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Swiss tourism comes out of the closet

Zermatt is now flying the gay and lesbian colours swissinfo.ch

The Swiss national tourist office has begun targeting gay and lesbian travellers with a new campaign titled “It’s Only Natural”, aimed at the British and American markets.

This content was published on March 30, 2004 - 10:22

Switzerland Tourism says it is setting its sights on this group because of their high disposable income.

“The potential is great,” says Oliver Kerstholt of Switzerland Tourism. “Gay travellers usually have a high disposable income since they don’t have families to support.”

“Without kids, they can travel at any time of the year because they aren’t tied to travelling during school holidays,” Kerstholt adds, “and they are usually people who are willing to pay for what they want.”

A brochure, It’s Only Natural, was launched last year in Britain, and included listings for Zurich, Geneva, Lucerne and the mountain resorts of Engelberg and Zermatt.

The brochure is being updated this year to include Bern, the Lake Geneva region and Davos, and will be marketed in the United States as well.

While many Swiss cities have thriving gay and lesbian scenes, eyebrows have been raised about the inclusion of alpine resorts.

Gay friendly?

“They aren’t gay friendly,” Moël Volken of Swiss gay organisation, Pink Cross, told swissinfo.

“I don’t know any place, be it a bar, restaurant or café which I could recommend to anybody, either in Zermatt, St Moritz or Gstaad.”

“Engelberg hosts a gay and lesbian ski week in January, but who takes vacation in January?” Volken says.

“I think people come here first and foremost to be in the mountains,” counters Daniel Luggen of the Zermatt tourist office.

“They want to be outdoors, eat good food, and I don’t think they feel the need to go to [gay] clubs, so I think Zermatt’s inclusion is justified.”

Zermatt’s most prominent gay resident, Urs Biner, agrees with Luggen, but is in principle against marketing campaigns targeting specific groups.

Village life

“Zermatt is a village, and what you have in a city, you are not going to look for in a village, and it wouldn’t work here either,” says Biner, who owns and runs the popular Chez Heini restaurant.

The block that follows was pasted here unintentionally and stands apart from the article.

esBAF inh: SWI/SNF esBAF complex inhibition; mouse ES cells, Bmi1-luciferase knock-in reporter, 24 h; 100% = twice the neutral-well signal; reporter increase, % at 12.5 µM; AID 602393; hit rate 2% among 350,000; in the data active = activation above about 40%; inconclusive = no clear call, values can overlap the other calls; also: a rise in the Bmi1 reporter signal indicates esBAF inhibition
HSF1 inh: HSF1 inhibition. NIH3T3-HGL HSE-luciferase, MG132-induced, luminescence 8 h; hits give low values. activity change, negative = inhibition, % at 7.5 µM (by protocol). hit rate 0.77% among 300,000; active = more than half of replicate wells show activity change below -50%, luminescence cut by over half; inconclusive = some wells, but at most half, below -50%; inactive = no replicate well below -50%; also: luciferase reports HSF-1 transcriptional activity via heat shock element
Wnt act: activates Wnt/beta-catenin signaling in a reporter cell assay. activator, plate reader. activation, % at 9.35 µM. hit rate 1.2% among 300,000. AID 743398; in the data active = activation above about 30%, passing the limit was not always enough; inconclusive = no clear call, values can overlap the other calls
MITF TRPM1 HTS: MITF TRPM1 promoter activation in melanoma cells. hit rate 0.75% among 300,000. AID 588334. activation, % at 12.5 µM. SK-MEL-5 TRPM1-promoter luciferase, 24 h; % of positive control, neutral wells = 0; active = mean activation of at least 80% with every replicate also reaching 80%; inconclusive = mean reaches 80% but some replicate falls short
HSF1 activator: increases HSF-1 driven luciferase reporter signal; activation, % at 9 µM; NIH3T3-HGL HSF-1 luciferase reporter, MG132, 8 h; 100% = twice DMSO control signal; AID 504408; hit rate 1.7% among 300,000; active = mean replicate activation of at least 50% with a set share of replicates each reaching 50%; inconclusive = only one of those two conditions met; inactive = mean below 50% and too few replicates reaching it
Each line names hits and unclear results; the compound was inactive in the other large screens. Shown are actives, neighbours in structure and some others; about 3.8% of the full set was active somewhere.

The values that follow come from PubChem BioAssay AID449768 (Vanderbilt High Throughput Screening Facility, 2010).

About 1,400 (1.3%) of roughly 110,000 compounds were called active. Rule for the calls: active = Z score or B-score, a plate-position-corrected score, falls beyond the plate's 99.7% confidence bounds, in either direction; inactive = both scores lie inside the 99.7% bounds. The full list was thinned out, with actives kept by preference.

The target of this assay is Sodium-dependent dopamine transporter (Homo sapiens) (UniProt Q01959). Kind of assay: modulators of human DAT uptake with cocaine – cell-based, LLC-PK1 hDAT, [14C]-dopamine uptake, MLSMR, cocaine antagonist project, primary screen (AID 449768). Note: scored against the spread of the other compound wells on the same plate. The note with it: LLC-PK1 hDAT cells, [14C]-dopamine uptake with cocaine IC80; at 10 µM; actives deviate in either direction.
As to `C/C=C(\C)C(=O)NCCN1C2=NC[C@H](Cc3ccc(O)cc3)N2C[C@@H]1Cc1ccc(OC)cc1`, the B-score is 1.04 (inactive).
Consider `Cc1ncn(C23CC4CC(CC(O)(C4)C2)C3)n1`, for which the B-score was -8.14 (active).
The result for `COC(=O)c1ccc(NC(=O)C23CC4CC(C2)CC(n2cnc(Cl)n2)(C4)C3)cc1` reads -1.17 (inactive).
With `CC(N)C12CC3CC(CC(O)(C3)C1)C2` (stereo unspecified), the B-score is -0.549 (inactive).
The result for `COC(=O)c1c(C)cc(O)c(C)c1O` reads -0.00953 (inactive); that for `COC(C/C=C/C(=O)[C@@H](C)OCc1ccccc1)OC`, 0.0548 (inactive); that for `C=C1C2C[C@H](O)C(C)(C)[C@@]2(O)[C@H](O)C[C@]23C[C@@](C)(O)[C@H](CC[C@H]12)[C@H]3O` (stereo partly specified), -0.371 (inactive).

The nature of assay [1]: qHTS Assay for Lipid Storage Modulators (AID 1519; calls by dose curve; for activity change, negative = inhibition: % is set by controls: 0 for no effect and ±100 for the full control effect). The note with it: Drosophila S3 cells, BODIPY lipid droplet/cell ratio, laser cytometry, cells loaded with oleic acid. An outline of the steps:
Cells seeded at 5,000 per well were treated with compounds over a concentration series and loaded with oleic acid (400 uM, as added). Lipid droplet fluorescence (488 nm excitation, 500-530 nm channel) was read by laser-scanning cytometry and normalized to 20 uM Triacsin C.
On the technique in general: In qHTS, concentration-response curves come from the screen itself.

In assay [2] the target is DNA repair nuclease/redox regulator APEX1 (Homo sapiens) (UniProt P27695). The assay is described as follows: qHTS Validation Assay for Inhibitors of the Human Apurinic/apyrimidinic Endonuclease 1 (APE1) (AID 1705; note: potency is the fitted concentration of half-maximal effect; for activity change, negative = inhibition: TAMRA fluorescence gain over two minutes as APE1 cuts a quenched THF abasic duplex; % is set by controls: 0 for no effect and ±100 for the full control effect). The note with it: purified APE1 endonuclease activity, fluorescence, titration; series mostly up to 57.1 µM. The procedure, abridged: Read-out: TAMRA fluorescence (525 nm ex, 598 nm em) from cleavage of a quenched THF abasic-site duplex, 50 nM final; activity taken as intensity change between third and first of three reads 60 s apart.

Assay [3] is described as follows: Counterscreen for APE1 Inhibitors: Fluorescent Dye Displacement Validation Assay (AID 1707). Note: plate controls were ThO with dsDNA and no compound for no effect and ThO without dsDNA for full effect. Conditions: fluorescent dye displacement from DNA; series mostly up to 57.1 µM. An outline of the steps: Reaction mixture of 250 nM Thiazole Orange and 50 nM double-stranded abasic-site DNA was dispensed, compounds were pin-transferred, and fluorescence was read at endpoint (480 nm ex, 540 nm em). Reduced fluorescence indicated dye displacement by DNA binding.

During the busy ski season, the restaurant is usually packed in the evening with holidaymakers - mostly families and middle aged, heterosexual, couples.

They come for the lamb specialities and to watch Biner, who is also a recording artist, perform some of his pop songs. They do not come because he is gay.

“Why should we create ghettos for certain kinds of people? Whether rich or poor, famous, black or white, gay and lesbian, or even heterosexuals for that matter?” he asks.

“Zermatt is open for anyone who enjoys being in the outdoors and being among people.”

Luggen says his office is working together with Zurich and Geneva to put together gay and lesbian holiday packages combining city stays with visits to the resort.

Gay Bern

The tourism campaign benefits smaller cities like Lucerne and Bern which have thriving gay scenes but up until now have been overshadowed by Zurich and Geneva.

Bern resident Claudia Lozano says anybody visiting Bern should first take in the old town because it is a Unesco World Heritage Site, but also because it has “lots of gay bars and restaurants”.

Lozano is one of the organisers of lesbian events and parties at the “Frauenraum” (women’s space), part of Bern’s alternative Reithalle centre.

She says Bern is also worth a visit in summer when you can swim in the river Aare, and sunbathe on the riverside at the gay and lesbian friendly Lorrainebad open-air pool.

Queer cinema

Bern also hosts Switzerland’s largest gay and lesbian film festival, “Queersicht”.

Held over four days in mid-November, the festival screens films at a half dozen cinemas around town, and hosts side events at locales such as the Frauenraum.

“If you want nightlife and parties, you will find what you are looking for in Swiss cities,” sums up Steven Hayes, a Zurich resident on holiday in Zermatt.

“There is not much on offer for gays in the mountains, but that does not matter,” Hayes adds.

“If I want to party, I stay in the city, if I want to relax and enjoy nature, I go to the mountains.”

swissinfo, Dale Bechtel in Zermatt

Key facts

The following cities and resorts are included in the Switzerland Tourism gay and lesbian brochure:
Zurich, Geneva, Lucerne, Bern, the Lake Geneva region, Zermatt, Engelberg and Davos.

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